Northern District of Georgia |  Snellville doctor will pay $225,000 to resolve allegations of improper billing

ATLANTA – Saima Syed, MD (“Dr. Syed”), Atlanta Medical and Aesthetic Center, Inc. d/b/a AIM Medical Center (“Syed Practice Group”), and Rehan Syed have agreed to pay $225,000 , to resolve the allegations They violated the False Claims Act by, among other things, billing the government for medical visits that were not medically necessary, were not performed as stated, and were not supported by the patient’s medical records.

“Doctors who attempt to improperly obtain funds from federal health care programs by padding their bills are siphoning scarce resources from vital programs,” said U.S. Attorney Ryan K. Buchanan. “This settlement represents our office’s commitment to ensuring accountability for physicians who put their greed above compliance with the rules set by Medicare and Medicaid.”

“Physicians who put their own profits ahead of their professional responsibility to their patients and the honest billing of government health care programs endanger both the well-being of patients and taxpayer funding,” said Tamala E. Miles, Special Agent in Charge at the U.S. Department of Health and Human Services Services, Office of Inspector General (HHS-OIG). “Our agency, working closely with our law enforcement partners, will continue to investigate health care fraud cases to protect these safety net programs and the participants who rely on them.”

“Our office is working diligently to protect the integrity of Georgia’s Medicaid program,” said Georgia Attorney General Chris Carr. “Through enforcement actions like this settlement, we are able to recover unlawfully diverted tax dollars and return them to the public good they are intended to serve.”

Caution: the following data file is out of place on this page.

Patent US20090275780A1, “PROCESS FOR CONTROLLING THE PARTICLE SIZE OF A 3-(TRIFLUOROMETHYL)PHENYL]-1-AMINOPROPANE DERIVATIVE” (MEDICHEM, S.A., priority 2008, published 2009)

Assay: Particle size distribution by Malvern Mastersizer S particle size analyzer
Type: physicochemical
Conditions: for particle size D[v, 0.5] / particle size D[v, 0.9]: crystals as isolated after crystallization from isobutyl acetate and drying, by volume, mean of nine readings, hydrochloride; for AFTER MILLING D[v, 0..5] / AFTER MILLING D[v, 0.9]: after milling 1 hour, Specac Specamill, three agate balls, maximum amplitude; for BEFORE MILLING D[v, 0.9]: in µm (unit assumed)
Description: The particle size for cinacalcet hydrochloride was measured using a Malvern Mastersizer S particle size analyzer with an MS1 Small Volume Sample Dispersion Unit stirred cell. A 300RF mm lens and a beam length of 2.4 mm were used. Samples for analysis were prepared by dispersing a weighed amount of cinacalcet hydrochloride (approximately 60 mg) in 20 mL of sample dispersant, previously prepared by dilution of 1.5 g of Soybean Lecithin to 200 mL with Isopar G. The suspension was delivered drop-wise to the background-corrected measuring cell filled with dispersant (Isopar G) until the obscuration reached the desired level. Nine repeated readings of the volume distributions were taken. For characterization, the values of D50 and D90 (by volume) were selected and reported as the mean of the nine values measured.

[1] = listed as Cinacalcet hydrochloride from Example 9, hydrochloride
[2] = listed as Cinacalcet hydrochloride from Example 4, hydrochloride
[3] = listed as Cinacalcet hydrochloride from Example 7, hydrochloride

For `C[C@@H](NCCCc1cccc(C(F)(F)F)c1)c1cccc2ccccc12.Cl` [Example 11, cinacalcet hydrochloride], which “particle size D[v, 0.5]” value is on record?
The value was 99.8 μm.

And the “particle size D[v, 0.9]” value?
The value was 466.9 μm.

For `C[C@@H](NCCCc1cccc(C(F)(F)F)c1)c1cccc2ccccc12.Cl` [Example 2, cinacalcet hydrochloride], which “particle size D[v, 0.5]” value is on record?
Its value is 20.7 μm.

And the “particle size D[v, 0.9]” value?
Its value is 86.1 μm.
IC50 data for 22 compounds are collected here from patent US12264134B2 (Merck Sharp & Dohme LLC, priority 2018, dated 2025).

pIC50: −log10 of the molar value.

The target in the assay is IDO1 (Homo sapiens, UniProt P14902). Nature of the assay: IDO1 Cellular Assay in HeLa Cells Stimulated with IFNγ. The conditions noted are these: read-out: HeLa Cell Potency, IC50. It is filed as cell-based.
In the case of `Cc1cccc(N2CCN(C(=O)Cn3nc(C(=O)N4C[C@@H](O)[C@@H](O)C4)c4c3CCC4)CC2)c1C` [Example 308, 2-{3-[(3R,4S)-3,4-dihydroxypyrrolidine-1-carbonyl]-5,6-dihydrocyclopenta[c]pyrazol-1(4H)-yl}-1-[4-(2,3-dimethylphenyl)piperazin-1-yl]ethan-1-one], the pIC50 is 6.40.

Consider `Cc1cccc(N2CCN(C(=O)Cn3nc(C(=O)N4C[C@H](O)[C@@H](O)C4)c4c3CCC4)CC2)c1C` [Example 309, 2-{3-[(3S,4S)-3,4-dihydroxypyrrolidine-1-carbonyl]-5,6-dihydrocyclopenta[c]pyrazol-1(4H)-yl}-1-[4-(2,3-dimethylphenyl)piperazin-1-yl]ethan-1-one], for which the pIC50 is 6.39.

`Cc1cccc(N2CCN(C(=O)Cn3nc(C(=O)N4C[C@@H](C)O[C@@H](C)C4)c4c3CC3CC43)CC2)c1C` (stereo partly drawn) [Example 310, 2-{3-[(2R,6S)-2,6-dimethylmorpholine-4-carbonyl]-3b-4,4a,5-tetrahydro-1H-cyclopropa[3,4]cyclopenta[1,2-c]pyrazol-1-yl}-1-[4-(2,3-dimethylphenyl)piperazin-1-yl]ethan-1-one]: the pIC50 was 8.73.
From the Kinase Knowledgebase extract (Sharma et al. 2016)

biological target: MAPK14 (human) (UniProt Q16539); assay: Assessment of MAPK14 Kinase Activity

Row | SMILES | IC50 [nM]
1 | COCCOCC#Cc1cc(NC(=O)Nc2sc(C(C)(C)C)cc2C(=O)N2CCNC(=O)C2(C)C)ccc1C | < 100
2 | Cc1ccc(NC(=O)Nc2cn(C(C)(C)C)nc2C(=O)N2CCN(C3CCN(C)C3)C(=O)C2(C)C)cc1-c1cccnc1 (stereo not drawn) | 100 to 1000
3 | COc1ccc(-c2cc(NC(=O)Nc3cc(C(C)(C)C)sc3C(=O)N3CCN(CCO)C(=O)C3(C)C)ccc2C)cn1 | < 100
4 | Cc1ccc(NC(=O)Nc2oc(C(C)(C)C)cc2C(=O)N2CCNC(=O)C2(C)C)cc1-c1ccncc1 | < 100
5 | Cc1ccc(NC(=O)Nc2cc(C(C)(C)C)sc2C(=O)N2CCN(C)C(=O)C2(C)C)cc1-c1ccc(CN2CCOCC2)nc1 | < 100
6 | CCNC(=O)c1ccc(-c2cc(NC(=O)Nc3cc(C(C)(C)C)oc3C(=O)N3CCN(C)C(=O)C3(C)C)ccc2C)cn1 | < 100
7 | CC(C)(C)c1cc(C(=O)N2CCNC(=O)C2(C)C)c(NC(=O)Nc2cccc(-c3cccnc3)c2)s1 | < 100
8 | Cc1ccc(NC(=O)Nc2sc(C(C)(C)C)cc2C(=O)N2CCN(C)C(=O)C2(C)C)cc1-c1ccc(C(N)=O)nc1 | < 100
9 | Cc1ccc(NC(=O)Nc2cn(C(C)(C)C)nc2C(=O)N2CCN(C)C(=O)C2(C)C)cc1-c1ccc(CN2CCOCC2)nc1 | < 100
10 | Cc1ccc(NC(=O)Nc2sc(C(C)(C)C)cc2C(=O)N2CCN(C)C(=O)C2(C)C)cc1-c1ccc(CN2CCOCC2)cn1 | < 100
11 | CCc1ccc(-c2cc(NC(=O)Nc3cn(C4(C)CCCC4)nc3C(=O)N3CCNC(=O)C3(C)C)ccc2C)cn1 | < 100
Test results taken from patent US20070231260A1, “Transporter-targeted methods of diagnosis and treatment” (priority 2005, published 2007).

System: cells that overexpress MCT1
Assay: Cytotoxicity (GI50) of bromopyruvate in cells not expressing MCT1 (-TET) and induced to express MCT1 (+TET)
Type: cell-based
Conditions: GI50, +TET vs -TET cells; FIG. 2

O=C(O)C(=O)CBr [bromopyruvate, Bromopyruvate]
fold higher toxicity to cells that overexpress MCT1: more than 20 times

This settlement resolves allegations that from January 2, 2018 through February 12, 2021, Saima Syed knowingly submitted false applications to federal health care programs for medical visits that were not as complex or lengthy as Saima Syed claimed. This is a practice commonly known as “upcoding.” The government also alleged that Saima Syed submitted requests to federal health programs for certain office visits as if she had personally provided the service, even though she was overseas at the time those services were allegedly provided.

The settlement also resolves allegations in a lawsuit filed by Herretta Pickens and Tahirah McCloud, both former employees of Syed Practice Group, under the qui tam, or whistleblower, provisions of the False Claims Act. The False Claims Act authorizes private parties to file and participate in collection of false claims on behalf of the United States. The lawsuit was filed in the Northern District of Georgia and is entitled “United States ex rel.” Pickens and McCloud v. Atlanta Medical and Aesthetic Center, Inc. d/b/a AIM Medical Center et al., No. 1:20- CV-4556-JPB.

The investigation into this matter was conducted by Assistant United States Attorney Austin M. Hall, Assistant Attorney General Sara Vann and Assistant Attorney General Mary Bryan. The claims resolved through the settlement are allegations only and no determination of liability has been made.

The Georgia Attorney General’s Medicaid Fraud Division receives 75 percent of its funding from the U.S. Department of Health and Human Services as part of a grant totaling $4,871,744 for federal fiscal year 2024. The remaining 25 percent, totaling $1,623,912 for the Fiscal Year 2024, are funded by the state of Georgia.

For further information, please contact the U.S. Attorney’s Office of Public Affairs at or (404) 581-6016. The Internet address for the U.S. Attorney’s Office for the Northern District of Georgia is